Reflection for the Feast of Saints Peter and Paul

Delores Dolezal, OSB
June 29, 2024 

Sometime between the years 64 and 67, Saints Peter and Paul were martyred. The city of Rome has been observing this Feast day since the mid-third century. We remember their faith, their courage, and their leadership during the very difficult days of the birth of the Church. 

From my birth to my retirement I have been rooted in the spirit of Saints Peter and Paul. On April 20, 1941, my Mother and Father carried me to Sts. Peter and Paul church in Omaha, Nebraska to be baptized. You, my Benedictine Sisters, taught me, and prepared me for my first Communion and Confirmation. Then, after joining this Benedictine Community, while sharing in the ministry of education, I once again returned to Sts. Peter and Paul school in Seneca, Kansas and retired from there. 

Whatever Peter did, he did with all his heart and soul. He made mistakes, but he got up, and kept on going. Peter was all or nothing. He was filled with passion; passion for Christ, passion for the gospel, passion for life! Peter was decisive. “Follow me.” and Peter followed. In the Acts of the Apostles we see how Peter takes the initiative and becomes the “rock” as a continuing sign of the specific role Jesus intended for him to play on behalf of his church. I recognize in myself some of the traits that Peter had: I, too, have made rash statements that I later regretted. I have made mistakes. I am impetuous. I can be exuberant! I can identify with Peter. I believe I am spiritually related to him. 

In his book, My Life with the Saints James Martin considers Peter to be one of the greatest of saints because of his humanity. He writes: “Only someone like Peter, who understood his own sinfulness and the redeeming love of Christ, would be able to lead the infant church to Jesus. Only someone as weak as Peter could do what he did….it is in our failings, and in the parts of our lives that embarrass us, that we are often drawn closer to God.”

Our 2nd reading of tomorrow’s liturgy describes the zeal of Paul: “I have competed well; I have finished the race; I have kept the faith.” As a former teacher I remember the zeal I had in writing weekly newsletters and in checking the children’s papers so they would have immediate feedback. Now when I am dressed in my grubby garden clothes, I feel that “zeal”! as I go down the steps into the chicken yard in pursuit of those weeds! Or…when I see the squirrels in the bird feeders, I go after them!…… But I have yet to have the change of heart that Paul experienced. Paul’s zeal for making converts never died. He passionately preached his convictions. Where Peter might be cautious, Paul leaps across many barriers, always dreaming of new visions, always ready to go where no one has yet labored for Christ.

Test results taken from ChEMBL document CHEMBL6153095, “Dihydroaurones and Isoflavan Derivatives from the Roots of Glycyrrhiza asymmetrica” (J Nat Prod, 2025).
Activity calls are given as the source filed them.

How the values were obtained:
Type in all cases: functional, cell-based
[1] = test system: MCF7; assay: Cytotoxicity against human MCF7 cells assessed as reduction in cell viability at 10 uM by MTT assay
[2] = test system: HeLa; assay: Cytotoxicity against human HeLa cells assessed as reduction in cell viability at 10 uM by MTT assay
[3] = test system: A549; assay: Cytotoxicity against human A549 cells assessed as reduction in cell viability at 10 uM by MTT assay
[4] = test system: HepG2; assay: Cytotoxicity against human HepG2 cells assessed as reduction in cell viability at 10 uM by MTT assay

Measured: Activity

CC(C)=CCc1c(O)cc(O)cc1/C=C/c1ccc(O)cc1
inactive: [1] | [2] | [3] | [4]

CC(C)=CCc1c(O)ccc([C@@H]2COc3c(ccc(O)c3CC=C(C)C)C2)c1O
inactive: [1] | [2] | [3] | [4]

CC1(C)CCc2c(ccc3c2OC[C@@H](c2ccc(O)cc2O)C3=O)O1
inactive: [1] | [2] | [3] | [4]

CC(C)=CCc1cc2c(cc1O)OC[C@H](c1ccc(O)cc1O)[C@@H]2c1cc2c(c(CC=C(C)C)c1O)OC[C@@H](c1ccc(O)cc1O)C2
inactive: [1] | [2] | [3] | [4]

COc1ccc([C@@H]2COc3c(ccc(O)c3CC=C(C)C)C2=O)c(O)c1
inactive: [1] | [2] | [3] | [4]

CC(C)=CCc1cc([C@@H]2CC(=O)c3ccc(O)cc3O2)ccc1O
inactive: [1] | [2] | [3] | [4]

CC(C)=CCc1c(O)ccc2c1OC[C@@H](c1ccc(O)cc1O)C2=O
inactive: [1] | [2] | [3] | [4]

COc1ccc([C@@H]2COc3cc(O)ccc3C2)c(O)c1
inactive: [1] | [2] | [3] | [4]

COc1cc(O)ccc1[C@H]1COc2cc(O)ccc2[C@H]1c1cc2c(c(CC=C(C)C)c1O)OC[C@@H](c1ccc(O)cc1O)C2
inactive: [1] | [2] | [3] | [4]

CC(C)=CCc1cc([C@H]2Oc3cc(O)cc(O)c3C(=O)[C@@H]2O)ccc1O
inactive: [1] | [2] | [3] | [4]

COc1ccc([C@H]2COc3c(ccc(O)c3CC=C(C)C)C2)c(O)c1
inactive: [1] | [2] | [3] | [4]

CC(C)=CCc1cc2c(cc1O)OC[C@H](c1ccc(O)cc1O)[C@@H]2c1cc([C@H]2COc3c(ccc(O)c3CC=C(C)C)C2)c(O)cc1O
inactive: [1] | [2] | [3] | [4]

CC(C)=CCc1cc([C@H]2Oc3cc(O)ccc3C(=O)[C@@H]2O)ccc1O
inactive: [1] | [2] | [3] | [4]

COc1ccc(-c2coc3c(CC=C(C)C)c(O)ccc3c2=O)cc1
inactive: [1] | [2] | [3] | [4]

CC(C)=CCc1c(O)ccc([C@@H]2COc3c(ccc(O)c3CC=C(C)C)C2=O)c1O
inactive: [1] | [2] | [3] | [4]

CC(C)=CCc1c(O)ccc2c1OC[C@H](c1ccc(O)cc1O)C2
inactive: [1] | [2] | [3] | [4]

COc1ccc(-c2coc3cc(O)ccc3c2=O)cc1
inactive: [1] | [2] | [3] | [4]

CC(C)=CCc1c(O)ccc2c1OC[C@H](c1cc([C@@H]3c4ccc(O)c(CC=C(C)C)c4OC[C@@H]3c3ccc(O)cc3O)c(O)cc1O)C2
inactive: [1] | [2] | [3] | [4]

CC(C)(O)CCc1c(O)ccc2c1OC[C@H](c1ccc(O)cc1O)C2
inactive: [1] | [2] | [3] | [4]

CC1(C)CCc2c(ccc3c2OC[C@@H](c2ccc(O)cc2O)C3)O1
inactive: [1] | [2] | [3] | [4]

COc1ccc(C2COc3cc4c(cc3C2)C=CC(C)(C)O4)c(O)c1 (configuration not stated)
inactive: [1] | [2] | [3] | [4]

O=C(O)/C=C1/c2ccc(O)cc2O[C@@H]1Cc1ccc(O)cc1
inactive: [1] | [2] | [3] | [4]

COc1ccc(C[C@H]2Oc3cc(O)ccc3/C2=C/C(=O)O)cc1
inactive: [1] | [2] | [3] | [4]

In his biblical meditations for this feast day, Carroll Stuhlmueller calls Peter and Paul “twin apostles”. Peter, he says, was responsible for stability and continuity. I like to think of Peter as “leading us along the ancient way”. Paul was “the line of enrichment. He developed a theology of world apostolate.” 

In Saint Benedict’s rule there are traits in which we can recognize these twin apostles. In the Prologue Benedict quotes Paul the apostle as refusing to take credit for the power of his preaching. Benedict wants us to turn our minds to God like Paul, and strive to be ever mindful of God’s powerful presence. We have no need to boast, all is God’s gift. Like Peter Benedict made arrangements for stability and continuity. Benedict arranged the psalms, celebrations, the order and concerns of the community so that the quality of their lives were steeped in prayerfulness and Benedictine values. And yet, after setting all in order, Benedict, like Paul, made room for creative adjustments. 

At our Evening Hour of Praise we sing the canticles from the New Testament. Sixteen of them are from Paul’s letters. Peter has only three canticles, but every time we sing: “Christ suffered for us leaving us an example…he carried our sins in his body to the cross…” I can feel the tears that Peter wept as he wrote those words. He may not have been at the foot of the cross, but I do believe that he was in the crowd, watching, crying.

It is in chapter 72, the Good Zeal 0f Monks, that both Paul and Peter’s spirituality is most reflected in the Rule. When I took Sister Cecilia’s class on the Rule of Benedict, she called Chapter 72 the “Crown Jewel”. Benedict wrote it intensely, using superlative words, with the passion of Peter. Benedict wanted to teach his diverse group of people to become community. Or as Paul would teach, we are one body. Follow Christ together. Christ does not lead us as individuals but together. 

Let us ask ourselves: 

Am I spiritually related to these twin apostles? 

In what areas of my life do I need to have a conversion experience?

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